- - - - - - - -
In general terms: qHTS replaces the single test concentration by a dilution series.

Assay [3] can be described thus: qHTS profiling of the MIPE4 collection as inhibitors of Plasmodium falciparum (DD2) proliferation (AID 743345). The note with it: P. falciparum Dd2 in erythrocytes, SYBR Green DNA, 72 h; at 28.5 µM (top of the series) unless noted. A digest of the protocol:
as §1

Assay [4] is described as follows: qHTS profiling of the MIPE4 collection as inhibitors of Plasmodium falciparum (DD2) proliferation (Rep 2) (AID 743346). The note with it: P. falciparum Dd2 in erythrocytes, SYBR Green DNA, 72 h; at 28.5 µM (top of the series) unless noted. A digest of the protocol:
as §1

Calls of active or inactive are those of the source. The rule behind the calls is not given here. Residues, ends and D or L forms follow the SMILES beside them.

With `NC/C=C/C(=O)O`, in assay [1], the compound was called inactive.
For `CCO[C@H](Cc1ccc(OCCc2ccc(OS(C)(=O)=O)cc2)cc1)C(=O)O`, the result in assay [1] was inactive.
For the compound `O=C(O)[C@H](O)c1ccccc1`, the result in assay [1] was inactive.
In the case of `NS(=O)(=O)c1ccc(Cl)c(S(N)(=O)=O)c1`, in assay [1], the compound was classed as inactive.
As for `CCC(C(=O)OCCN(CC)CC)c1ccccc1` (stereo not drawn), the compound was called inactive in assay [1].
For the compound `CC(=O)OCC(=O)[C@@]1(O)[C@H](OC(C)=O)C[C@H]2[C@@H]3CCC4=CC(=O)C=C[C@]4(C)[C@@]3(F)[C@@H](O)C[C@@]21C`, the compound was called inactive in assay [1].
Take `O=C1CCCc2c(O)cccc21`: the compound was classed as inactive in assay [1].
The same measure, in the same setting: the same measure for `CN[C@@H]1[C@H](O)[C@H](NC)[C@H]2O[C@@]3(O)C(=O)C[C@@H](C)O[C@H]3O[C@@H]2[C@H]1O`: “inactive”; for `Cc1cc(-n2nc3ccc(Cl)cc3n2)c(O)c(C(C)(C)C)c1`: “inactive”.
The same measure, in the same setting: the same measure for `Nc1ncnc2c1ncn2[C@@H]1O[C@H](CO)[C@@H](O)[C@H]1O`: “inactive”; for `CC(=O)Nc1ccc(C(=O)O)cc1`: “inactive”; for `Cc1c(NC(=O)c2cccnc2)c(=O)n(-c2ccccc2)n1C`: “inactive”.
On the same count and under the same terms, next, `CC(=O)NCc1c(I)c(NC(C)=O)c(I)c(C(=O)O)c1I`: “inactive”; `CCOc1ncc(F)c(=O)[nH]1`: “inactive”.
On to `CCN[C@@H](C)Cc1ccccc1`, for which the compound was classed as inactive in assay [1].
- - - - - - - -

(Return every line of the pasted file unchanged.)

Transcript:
In general terms: qHTS replaces the single test concentration by a dilution series.

Assay [3] can be described thus: qHTS profiling of the MIPE4 collection as inhibitors of Plasmodium falciparum (DD2) proliferation (AID 743345). The note with it: P. falciparum Dd2 in erythrocytes, SYBR Green DNA, 72 h; at 28.5 µM (top of the series) unless noted. A digest of the protocol:
as §1

Assay [4] is described as follows: qHTS profiling of the MIPE4 collection as inhibitors of Plasmodium falciparum (DD2) proliferation (Rep 2) (AID 743346). The note with it: P. falciparum Dd2 in erythrocytes, SYBR Green DNA, 72 h; at 28.5 µM (top of the series) unless noted. A digest of the protocol:
as §1

Calls of active or inactive are those of the source. The rule behind the calls is not given here. Residues, ends and D or L forms follow the SMILES beside them.

With `NC/C=C/C(=O)O`, in assay [1], the compound was called inactive.
For `CCO[C@H](Cc1ccc(OCCc2ccc(OS(C)(=O)=O)cc2)cc1)C(=O)O`, the result in assay [1] was inactive.
For the compound `O=C(O)[C@H](O)c1ccccc1`, the result in assay [1] was inactive.
In the case of `NS(=O)(=O)c1ccc(Cl)c(S(N)(=O)=O)c1`, in assay [1], the compound was classed as inactive.
As for `CCC(C(=O)OCCN(CC)CC)c1ccccc1` (stereo not drawn), the compound was called inactive in assay [1].
For the compound `CC(=O)OCC(=O)[C@@]1(O)[C@H](OC(C)=O)C[C@H]2[C@@H]3CCC4=CC(=O)C=C[C@]4(C)[C@@]3(F)[C@@H](O)C[C@@]21C`, the compound was called inactive in assay [1].
Take `O=C1CCCc2c(O)cccc21`: the compound was classed as inactive in assay [1].
The same measure, in the same setting: the same measure for `CN[C@@H]1[C@H](O)[C@H](NC)[C@H]2O[C@@]3(O)C(=O)C[C@@H](C)O[C@H]3O[C@@H]2[C@H]1O`: “inactive”; for `Cc1cc(-n2nc3ccc(Cl)cc3n2)c(O)c(C(C)(C)C)c1`: “inactive”.
The same measure, in the same setting: the same measure for `Nc1ncnc2c1ncn2[C@@H]1O[C@H](CO)[C@@H](O)[C@H]1O`: “inactive”; for `CC(=O)Nc1ccc(C(=O)O)cc1`: “inactive”; for `Cc1c(NC(=O)c2cccnc2)c(=O)n(-c2ccccc2)n1C`: “inactive”.
On the same count and under the same terms, next, `CC(=O)NCc1c(I)c(NC(C)=O)c(I)c(C(=O)O)c1I`: “inactive”; `CCOc1ncc(F)c(=O)[nH]1`: “inactive”.
On to `CCN[C@@H](C)Cc1ccccc1`, for which the compound was classed as inactive in assay [1].